Researchers from Kobe University, Hamamatsu University of Medicine, Iwate University and Tsukuba University have published a study surrounding the effect of newborn odors on attachment. Led by Professor Mamiko Ozaki, the team has identified the chemical composition that newborns emit, specifically from their heads, and the study has shown that one of the main aspects of bonding are due to the olfactory response.
By pain-free and stress-free methods, the researchers were able to sample babies' heads to study exactly what smells they produce. After sampling the odors and studying their make-up, the team looked into the psychological response in accordance to these specific smells. It is thought that these odors are nature's way of promoting care for the infant.
Published in the Scientific Reports journal, the team hopes that this study will give a better understanding of maternal attachment to babies, in addition to helping with attachment issues between mothers and their babies.
Researchers explain that the olfactory response in terms of attachment, specifically highlighting the chemical components of newborn odors, hasn't yet been profoundly investigated. The team took chemical samples of both newborn babies' heads as well as the odors emitted by the amniotic fluid.
"Thirty seven volatile odor components were identified in the GCxGC-MS analytical results aggregated for all the odor samples (five babies' heads and two amniotic fluid samples)," says ScienceDaily. Odors were obtained by placing monosilica beads atop the babies heads for 20 minutes. Odors were obtained from the amniotic fluid by suspending the same type of beads over the fluid.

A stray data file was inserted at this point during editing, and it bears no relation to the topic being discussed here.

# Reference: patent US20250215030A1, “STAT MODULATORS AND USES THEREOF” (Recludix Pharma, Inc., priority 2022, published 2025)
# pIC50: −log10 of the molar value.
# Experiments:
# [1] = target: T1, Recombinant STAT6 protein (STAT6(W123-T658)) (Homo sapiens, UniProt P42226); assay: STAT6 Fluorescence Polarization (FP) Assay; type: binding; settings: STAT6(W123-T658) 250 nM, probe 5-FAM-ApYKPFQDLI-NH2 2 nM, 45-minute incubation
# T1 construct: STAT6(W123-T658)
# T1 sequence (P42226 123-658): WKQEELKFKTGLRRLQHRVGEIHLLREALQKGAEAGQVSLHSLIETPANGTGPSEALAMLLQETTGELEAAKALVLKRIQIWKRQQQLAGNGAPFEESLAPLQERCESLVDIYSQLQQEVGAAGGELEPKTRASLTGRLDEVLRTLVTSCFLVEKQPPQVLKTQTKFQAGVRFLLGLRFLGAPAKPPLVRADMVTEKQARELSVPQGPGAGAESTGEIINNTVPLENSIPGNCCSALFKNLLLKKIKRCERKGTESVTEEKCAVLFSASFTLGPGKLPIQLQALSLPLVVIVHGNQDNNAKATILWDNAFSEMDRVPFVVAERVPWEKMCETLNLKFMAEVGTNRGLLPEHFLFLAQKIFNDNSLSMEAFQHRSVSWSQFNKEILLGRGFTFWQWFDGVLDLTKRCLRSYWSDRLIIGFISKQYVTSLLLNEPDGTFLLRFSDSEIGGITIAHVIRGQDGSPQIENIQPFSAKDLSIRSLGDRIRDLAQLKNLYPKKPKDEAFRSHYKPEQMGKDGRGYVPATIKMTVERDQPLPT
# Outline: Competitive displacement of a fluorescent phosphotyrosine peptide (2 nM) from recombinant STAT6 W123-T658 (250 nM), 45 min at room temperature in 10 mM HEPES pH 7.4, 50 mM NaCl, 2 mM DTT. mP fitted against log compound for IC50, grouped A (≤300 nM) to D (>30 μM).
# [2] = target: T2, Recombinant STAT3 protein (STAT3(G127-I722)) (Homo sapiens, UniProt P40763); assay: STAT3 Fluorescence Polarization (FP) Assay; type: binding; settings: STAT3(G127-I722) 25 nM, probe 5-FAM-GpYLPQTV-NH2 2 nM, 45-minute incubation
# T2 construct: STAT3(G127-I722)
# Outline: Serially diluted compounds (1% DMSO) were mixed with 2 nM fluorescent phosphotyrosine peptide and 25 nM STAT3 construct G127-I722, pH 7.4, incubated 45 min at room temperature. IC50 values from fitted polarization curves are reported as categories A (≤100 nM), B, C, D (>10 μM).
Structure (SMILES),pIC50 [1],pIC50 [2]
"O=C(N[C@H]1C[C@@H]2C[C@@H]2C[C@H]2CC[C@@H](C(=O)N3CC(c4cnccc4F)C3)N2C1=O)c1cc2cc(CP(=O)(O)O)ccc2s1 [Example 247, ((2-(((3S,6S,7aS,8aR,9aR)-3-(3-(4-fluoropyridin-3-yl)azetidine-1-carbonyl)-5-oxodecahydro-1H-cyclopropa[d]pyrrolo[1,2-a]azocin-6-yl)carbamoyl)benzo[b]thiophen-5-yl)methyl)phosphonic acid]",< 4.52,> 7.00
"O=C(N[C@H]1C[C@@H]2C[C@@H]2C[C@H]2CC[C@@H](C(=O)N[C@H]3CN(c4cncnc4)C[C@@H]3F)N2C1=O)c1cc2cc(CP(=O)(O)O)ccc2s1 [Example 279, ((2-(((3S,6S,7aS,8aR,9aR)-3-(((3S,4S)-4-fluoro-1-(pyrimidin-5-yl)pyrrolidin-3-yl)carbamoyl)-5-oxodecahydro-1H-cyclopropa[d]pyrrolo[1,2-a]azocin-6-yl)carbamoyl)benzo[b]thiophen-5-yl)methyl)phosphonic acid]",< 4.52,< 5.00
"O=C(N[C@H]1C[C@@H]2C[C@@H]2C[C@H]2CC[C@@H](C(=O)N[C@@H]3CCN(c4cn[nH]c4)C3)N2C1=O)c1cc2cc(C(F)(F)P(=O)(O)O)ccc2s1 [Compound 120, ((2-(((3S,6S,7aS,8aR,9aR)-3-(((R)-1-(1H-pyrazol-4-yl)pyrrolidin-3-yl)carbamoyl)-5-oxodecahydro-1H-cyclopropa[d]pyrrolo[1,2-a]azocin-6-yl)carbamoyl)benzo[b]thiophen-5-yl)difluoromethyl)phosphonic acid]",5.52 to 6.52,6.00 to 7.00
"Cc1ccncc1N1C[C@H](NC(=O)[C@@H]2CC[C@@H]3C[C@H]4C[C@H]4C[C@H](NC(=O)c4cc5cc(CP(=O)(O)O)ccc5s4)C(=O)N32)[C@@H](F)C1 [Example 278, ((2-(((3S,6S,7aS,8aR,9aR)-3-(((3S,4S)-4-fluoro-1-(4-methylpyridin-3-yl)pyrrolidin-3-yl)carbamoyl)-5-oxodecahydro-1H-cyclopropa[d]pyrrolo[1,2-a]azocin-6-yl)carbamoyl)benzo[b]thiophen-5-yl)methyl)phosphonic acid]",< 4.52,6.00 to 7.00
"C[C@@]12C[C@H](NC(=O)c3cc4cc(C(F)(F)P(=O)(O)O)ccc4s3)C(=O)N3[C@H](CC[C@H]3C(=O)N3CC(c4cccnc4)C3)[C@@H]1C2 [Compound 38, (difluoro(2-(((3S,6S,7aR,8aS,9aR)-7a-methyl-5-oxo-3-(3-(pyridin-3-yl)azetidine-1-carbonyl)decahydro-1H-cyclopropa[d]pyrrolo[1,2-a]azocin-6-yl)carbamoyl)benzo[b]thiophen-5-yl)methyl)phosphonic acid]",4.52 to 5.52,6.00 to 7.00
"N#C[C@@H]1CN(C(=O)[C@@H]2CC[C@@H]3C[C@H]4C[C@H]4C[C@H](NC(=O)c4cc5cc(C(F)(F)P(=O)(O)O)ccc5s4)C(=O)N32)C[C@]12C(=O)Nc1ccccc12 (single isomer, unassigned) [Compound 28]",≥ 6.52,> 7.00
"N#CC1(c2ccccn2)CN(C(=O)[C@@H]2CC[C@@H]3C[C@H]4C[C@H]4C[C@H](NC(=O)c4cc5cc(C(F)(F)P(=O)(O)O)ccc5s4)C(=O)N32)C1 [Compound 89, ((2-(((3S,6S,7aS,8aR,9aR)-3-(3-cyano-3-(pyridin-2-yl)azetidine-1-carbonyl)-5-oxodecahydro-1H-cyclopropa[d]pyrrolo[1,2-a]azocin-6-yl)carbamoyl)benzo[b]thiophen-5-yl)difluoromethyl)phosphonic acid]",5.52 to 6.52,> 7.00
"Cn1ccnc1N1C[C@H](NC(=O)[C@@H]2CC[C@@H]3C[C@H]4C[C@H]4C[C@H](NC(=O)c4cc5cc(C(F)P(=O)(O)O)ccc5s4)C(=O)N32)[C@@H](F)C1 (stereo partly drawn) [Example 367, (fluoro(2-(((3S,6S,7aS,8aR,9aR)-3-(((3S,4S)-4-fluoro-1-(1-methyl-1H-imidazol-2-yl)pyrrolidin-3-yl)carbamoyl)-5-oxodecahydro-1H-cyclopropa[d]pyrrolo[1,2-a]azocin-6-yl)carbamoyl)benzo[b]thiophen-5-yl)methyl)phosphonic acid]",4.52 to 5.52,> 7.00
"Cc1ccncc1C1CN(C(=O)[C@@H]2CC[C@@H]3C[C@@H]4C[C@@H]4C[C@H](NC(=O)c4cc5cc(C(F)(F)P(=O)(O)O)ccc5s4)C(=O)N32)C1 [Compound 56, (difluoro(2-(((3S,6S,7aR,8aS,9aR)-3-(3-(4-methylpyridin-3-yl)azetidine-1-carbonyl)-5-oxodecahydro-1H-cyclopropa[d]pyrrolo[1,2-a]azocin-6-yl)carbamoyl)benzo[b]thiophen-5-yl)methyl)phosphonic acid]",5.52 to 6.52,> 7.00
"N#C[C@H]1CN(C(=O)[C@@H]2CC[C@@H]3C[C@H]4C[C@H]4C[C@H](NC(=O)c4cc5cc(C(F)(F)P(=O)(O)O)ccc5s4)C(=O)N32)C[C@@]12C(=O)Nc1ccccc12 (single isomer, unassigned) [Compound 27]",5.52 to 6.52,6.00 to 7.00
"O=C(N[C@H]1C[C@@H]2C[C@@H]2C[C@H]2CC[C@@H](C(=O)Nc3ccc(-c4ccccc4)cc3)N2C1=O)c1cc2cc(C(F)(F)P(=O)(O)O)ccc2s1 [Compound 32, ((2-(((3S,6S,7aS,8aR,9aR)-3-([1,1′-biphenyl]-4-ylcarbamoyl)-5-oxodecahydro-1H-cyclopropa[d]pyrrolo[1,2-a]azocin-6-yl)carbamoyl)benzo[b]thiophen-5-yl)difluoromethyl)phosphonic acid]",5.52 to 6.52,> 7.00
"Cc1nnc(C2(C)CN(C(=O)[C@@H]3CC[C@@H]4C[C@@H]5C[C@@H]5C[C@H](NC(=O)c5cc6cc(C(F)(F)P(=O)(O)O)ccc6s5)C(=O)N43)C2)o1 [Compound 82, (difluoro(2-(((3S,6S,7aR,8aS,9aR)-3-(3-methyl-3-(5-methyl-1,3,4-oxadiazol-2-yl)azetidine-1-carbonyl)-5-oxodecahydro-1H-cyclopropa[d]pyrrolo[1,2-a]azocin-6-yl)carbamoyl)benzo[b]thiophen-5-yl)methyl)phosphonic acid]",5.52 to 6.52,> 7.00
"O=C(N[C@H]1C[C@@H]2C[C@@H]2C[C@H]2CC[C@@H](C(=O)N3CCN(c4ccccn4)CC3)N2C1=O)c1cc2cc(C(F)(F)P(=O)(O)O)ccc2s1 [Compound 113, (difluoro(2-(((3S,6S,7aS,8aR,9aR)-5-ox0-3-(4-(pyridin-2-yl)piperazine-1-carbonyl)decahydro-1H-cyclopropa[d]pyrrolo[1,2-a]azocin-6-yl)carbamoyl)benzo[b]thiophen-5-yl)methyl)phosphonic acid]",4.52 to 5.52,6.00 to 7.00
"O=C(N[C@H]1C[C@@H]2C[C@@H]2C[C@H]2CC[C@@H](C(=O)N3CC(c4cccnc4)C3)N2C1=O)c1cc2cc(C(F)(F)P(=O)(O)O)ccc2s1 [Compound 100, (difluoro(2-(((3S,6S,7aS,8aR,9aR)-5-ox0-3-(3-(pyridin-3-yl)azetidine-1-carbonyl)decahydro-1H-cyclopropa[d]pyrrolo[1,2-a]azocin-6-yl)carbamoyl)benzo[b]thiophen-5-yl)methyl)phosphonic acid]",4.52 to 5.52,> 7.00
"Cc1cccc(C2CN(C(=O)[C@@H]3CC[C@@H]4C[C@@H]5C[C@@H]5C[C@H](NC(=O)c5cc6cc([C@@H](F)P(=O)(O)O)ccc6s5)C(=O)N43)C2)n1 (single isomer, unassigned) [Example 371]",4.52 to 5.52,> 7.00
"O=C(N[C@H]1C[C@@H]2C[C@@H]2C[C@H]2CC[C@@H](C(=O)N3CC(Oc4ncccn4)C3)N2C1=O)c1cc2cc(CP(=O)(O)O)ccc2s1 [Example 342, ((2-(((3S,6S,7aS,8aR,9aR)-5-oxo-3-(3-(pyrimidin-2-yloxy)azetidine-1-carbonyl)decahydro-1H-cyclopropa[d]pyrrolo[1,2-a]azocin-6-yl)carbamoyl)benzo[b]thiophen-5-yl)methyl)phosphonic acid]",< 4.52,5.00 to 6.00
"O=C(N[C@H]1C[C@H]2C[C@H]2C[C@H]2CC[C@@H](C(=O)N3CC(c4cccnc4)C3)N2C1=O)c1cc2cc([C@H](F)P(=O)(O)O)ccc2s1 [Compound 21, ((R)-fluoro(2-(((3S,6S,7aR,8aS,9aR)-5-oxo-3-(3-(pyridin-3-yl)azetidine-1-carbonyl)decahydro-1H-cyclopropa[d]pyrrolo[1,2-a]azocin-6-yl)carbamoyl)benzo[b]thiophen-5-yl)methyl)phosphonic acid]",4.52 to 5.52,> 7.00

Of the 37 volatile odor components that were labelled by the researchers, they found aldehydes, carbonic oxides and hydrocarbons. By analyzing the amount and patterns of these components, it was found that they are much more distinct on the newborns heads than in the amniotic fluid. The study also showed that the odors are much more distinct right after birth as compared to a few days later.
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To further the study, researchers asked Kobe University students to try and distinguish between similar fabricated samples. They found that participants were able to recognize head samples easier than amniotic fluid samples and that it was easier for females to distinguish between the samples than it was for males.
These results have made big advancements in the area of mother-baby attachment and may be the basis for further studies in helping to understand the effects of attachment on relationships early on and later in life.